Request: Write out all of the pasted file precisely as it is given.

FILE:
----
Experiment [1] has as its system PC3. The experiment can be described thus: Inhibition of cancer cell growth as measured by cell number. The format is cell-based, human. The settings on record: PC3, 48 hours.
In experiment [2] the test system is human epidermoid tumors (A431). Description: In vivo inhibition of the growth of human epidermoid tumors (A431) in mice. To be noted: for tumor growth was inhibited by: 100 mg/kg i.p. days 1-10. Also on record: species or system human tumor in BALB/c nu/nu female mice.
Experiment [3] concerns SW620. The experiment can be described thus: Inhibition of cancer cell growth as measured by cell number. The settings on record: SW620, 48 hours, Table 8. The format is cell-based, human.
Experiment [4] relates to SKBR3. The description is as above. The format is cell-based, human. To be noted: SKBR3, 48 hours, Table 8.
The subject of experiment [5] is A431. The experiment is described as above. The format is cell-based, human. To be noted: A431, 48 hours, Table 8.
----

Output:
Experiment [1] has as its system PC3. The experiment can be described thus: Inhibition of cancer cell growth as measured by cell number. The format is cell-based, human. The settings on record: PC3, 48 hours.
In experiment [2] the test system is human epidermoid tumors (A431). Description: In vivo inhibition of the growth of human epidermoid tumors (A431) in mice. To be noted: for tumor growth was inhibited by: 100 mg/kg i.p. days 1-10. Also on record: species or system human tumor in BALB/c nu/nu female mice.
Experiment [3] concerns SW620. The experiment can be described thus: Inhibition of cancer cell growth as measured by cell number. The settings on record: SW620, 48 hours, Table 8. The format is cell-based, human.
Experiment [4] relates to SKBR3. The description is as above. The format is cell-based, human. To be noted: SKBR3, 48 hours, Table 8.
The subject of experiment [5] is A431. The experiment is described as above. The format is cell-based, human. To be noted: A431, 48 hours, Table 8.